Fabric: The app where Facebook Memories and Google Maps collide
Two former Facebook engineers, have created Fabric – an app that puts a modern twist on an idea that has been in society for thousands of years. A fresh face in a sea of social-media giants such as Facebook, Instagram, Snapchat and others, Fabric aims to be the “the story of your life that writes itself”.
The idea for the app sprung up after Arun Vijayvergiya, one of the co-founders, was given a printed book with friends’ memories of his dad when he was in college. As he explained to TechCrunch, ”When I leave this world, I want to leave with a story I can tell about myself – not for everyone, but the people who care about it”. Vijayvergiya then made his idea a reality, along with the help of Nikolay Valtchanov – another Facebook engineer.
What is Fabric?
As soon as you sign up, Fabric begins to construct the story of your life. It takes photos from Facebook, Instagram, and your phone’s camera roll, timestamps them and plots them on a map, showing where you’ve been – similar to the timeline in Google Maps. Along the side of the map, Fabric’s timeline gives you a visual indication of how many photos you’ve taken from year to year, and if you add your friends, the app goes one step further, sharing the photos to your meet-ups and keeping track of when you spend time together.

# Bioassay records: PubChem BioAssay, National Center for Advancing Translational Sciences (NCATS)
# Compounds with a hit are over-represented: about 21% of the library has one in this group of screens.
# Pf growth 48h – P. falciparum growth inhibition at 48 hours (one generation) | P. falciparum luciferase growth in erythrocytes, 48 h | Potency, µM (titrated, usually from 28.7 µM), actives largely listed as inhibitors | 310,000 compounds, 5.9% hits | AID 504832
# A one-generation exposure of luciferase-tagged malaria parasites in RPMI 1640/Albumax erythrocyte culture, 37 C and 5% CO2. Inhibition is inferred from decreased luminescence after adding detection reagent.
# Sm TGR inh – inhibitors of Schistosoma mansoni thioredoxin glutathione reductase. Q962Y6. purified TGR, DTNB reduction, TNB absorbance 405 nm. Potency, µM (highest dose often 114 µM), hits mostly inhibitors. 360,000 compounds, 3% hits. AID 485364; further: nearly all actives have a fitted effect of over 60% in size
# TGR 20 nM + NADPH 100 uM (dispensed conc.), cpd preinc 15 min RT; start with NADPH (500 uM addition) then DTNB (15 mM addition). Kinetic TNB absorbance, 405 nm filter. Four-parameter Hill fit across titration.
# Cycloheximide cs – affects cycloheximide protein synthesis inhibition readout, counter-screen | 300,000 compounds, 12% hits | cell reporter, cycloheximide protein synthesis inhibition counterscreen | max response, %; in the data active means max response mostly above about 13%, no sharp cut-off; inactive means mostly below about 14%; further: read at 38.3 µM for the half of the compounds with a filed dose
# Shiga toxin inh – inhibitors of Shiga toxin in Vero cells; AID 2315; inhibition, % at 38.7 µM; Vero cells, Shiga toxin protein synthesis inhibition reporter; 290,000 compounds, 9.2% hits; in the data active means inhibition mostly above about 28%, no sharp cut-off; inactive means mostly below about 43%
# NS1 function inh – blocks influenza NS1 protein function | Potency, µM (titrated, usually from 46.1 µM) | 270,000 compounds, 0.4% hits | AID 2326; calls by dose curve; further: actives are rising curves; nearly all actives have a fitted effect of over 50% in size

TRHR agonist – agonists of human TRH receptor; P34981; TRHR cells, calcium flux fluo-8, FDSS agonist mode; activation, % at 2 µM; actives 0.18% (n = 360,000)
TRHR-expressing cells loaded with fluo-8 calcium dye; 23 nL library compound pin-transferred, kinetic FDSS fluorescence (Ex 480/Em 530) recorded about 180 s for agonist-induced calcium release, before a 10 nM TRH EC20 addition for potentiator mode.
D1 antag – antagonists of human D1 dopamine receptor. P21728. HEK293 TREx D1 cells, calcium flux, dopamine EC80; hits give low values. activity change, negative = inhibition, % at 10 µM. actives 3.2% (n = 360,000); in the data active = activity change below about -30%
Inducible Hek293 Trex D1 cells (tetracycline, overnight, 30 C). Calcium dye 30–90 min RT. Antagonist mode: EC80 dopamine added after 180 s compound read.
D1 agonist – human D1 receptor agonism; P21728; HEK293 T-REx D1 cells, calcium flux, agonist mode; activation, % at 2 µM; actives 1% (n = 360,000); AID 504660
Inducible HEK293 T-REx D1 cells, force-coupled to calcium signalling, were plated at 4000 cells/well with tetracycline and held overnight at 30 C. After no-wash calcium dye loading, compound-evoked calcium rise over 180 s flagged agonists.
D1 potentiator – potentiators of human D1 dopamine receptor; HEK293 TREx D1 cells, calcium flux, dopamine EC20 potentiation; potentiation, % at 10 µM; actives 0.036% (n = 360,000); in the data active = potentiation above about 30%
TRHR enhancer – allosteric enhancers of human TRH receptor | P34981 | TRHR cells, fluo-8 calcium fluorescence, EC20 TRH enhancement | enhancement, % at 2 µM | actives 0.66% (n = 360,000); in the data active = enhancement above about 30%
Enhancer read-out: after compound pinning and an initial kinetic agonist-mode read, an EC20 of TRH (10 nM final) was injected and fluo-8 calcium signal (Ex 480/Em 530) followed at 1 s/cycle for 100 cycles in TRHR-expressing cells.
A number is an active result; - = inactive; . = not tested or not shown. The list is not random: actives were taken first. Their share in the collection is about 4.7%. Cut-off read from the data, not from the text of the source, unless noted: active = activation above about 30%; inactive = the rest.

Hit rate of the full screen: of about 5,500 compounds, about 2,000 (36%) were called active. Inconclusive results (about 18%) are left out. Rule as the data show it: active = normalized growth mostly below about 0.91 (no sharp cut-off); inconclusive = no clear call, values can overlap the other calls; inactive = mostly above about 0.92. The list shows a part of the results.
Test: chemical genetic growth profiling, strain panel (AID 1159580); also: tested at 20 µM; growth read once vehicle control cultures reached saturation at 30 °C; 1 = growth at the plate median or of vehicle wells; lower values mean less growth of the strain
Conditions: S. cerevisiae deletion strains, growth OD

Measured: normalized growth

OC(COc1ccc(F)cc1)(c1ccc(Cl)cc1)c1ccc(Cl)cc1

Swipe up, however, and Fabric dissects those memories into Days, People, Places and Cities. Click a city you’ve been to, and bright, circular icons tell you how many of your friends you’ve spent time with there, the number of places you’ve visited, the dates you were there, and gathers all the photos that are relevant. Think of it as an automatic scrapbook of every place, relationship and time that your social media accounts have ever recorded and you’re halfway there.
What’s the future for Fabric?
Fabric is available in the iTunes App store right now, but Arun and Nikolay seem adamant that this is only the beginning. They eventually want Fabric to be able to record anything the users want to remember and automatically access it when asked to. As well as that, they want to make the app capable of answering questions in a similar way to Siri, helping a user remember details that they’ve long since forgotten. The end goal? To transform Fabric into a complete “augmented memory solution”.
Fabric is a rare breed in that it may represent something genuinely new in the world of social media. Where other social media apps and sites are more focused on communication, Fabric is about memories and experiences; about remembering the people you’ve spent time with, and the times you’ve had together. Only time will tell whether Fabric’s story will be one we’ll all remember.